A handswitch typically can be removably mounted on a surgical handpiece for hand control. Or the handswitch can be removed from the surgical handpiece for foot control, e.g., by pedal. The controller must know which type of control is being used.

Of course, a switch or program setting on the controller could perform this task. However, an automated system of determining the method of control could simplify the process and eliminate the potential for error by setting a switch to an incorrect position or making an incorrect program setting.

Prior art devices have used magnetic elements, such as a Hall Effect sensor, to sense whether or not a handswitch is attached to a surgical handpiece. Typically, a Hall Effect sensor is located in the surgical handpiece and a magnet is located in the handswitch. The Hall Effect sensor detects the presence of a magnetic field generated by the magnet in the handswitch and signals the controller that a handswitch is present and hand control will be performed.

However, such magnetic sensors are prone to error. The simple presence of a magnetic field in the proximity of the surgical handpiece in the operating room could fool the magnetic sensor into thinking a handswitch was present when it was not present. Of course, there are many pieces of electrical equipment, typically all generating magnetic fields, present in a typical operating room.

This could result in erroneous operation of the surgical handpiece. This could result in the surgical handpiece starting or stopping, for example, with potentially disastrous results.

Hall Effect sensors are also prone to degradation over time potentially leading to erratic operation over a period of time. Hence, magnetic sensing of the presence of handswitches on surgical handpieces is prone to error.

Thus, there is a need for equipment to reliably detect the presence of a handswitch on a surgical handpiece.

BRIEF SUMMARY OF THE INVENTION

The present invention positively and unambiguously detect the presence of a handswitch on a surgical handpiece by using an active circuit in the surgical handpiece to drive a resonant circuit in the handswitch. A signal having a characteristic parameter is inductively coupled back to the surgical handpiece. This characteristic parameter can be detected by the surgical handpiece. For example, the resonant circuit will inductively couple back a signal at a particular known frequency. This particular known frequency can be detected in the surgical handpiece to indicate the presence of a handswitch. This technique is much more reliable and safer than merely detecting the presence of a magnetic field.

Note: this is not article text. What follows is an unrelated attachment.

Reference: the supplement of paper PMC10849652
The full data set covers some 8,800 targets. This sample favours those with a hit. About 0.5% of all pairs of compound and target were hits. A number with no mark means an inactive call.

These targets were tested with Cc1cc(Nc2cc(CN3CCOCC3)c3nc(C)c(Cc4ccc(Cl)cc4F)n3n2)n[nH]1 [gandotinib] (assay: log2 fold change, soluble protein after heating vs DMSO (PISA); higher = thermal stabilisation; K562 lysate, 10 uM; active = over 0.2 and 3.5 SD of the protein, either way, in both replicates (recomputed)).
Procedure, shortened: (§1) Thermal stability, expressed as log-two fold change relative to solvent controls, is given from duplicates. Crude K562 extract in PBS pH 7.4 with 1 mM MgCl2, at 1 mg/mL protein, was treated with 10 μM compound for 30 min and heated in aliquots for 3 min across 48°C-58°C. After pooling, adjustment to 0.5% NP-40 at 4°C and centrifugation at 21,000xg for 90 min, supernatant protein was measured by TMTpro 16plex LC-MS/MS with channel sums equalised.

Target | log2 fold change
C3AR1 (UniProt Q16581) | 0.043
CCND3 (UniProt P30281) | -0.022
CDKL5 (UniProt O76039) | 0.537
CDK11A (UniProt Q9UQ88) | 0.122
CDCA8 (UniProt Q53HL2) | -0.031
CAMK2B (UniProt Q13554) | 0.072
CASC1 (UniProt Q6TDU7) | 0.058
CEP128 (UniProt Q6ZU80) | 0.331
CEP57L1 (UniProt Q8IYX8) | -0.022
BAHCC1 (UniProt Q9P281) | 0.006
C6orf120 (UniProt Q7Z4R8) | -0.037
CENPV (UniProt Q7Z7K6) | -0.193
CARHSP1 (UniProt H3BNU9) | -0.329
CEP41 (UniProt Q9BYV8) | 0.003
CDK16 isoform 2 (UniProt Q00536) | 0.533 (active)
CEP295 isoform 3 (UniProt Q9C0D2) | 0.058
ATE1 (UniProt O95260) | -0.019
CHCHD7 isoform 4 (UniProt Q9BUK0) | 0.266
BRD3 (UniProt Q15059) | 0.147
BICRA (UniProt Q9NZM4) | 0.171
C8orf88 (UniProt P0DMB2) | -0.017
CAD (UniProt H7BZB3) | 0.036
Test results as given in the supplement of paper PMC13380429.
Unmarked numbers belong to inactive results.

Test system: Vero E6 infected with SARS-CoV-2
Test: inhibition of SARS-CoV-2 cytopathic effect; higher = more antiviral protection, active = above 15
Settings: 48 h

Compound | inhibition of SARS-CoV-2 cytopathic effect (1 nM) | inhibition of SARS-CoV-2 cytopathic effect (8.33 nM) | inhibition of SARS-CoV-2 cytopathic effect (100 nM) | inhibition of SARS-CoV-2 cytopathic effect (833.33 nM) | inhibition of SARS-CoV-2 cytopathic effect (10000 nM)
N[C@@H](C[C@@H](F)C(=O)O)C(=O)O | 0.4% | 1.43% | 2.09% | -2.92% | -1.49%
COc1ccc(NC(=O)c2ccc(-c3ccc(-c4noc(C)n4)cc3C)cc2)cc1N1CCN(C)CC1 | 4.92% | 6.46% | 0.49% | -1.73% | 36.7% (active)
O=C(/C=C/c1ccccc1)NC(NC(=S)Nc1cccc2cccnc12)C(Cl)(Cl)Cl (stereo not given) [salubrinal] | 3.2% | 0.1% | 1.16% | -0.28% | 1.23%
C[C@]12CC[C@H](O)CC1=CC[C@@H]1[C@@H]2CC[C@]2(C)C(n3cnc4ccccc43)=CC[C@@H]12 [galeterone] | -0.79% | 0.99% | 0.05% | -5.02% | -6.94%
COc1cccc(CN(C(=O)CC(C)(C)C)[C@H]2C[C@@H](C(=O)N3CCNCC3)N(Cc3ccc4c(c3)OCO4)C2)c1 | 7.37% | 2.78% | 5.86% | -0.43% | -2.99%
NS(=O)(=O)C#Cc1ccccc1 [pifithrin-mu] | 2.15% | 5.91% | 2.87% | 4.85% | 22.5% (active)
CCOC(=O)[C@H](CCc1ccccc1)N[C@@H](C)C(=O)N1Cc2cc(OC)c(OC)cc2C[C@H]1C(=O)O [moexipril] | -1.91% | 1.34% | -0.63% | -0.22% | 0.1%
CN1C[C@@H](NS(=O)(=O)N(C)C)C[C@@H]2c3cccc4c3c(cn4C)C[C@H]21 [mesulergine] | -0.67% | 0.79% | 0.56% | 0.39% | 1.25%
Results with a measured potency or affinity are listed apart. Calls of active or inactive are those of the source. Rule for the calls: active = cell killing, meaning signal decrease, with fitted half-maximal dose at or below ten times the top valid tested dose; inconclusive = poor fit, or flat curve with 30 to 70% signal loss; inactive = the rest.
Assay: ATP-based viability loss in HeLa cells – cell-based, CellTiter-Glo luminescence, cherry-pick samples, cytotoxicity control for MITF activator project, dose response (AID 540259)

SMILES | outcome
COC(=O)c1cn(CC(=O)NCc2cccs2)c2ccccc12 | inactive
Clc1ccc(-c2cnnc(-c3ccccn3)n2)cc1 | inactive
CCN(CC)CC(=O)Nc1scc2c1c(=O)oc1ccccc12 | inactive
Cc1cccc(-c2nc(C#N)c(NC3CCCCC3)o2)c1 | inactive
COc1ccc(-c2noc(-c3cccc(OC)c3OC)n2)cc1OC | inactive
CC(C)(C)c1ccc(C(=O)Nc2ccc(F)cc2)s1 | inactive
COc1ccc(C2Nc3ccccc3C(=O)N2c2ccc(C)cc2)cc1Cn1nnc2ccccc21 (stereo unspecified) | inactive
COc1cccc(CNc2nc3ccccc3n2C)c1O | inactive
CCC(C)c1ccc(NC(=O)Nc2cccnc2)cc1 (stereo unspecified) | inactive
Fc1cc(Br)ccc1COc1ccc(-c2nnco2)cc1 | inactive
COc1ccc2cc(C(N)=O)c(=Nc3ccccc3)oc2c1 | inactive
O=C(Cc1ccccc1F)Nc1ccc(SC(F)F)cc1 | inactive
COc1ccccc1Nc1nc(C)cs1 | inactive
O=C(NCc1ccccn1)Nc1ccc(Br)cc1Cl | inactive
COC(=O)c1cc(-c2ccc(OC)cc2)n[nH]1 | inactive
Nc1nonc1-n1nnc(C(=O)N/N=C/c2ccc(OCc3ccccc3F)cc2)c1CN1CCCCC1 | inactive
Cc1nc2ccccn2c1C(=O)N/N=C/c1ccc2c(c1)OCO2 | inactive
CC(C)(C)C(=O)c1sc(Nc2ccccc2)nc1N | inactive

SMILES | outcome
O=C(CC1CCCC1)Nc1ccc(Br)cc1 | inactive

Further in a preferred embodiment, the amplitude of the signal coupled back to the surgical handpiece can be used to sense the relative position of, e.g., a finger trigger, on the handswitch. A higher amplitude indicates that the resonant circuit is closer to the surgical handpiece. A lower amplitude signal indicates that the resonant circuit is farther away from the surgical handpiece. Thus, the amplitude can be used for a variable control, e.g., a finger control, on the handswitch.

In one embodiment, the present invention provides a system having a surgical handpiece adapted to perform an operation on a patient, the surgical handpiece having a primary circuit being driven by an applied signal. A controller is operatively coupled to supply operating power to the surgical handpiece. A hand switch is operatively coupled in conjunction with the surgical handpiece to at least partially control an operation of the surgical handpiece. The switch has a secondary resonant circuit receiving the applied signal from the primary circuit and couples a response signal back to the primary circuit. Detection circuitry, operatively coupled to primary circuit, is responsive to a characteristic parameter of the response signal indicative of the presence of the hand switch in proximity of the surgical handpiece.

In another embodiment, the present invention provides a system having a surgical handpiece adapted to perform an operation on a patient, the surgical handpiece having a primary circuit being driven by an applied signal. A controller is operatively coupled to supply operating power to the surgical handpiece. A hand switch is operated by finger control of an operator and is operatively coupled in conjunction with the surgical handpiece to at least partially control an operation of the surgical handpiece. The switch has a secondary resonant circuit receiving the applied signal from the primary circuit and inductively couples a response signal back to the primary circuit. Detection circuitry, operatively coupled to primary circuit, is responsive to a characteristic parameter of the response signal indicative of the presence of the hand switch in proximity of the surgical handpiece. The detection circuitry detects a position of the hand switch based, at least in part, as a function of the amplitude of the response signal.

In another embodiment, the present invention provides a surgical handpiece having an operable tool adapted to perform an operation on a patient. A primary circuit is driven by an applied signal. A hand switch is operatively coupled in conjunction with the tool to at least partially control an operation of the tool. The switch has a secondary resonant circuit receiving the applied signal from the primary circuit and couples a response signal back to the primary circuit.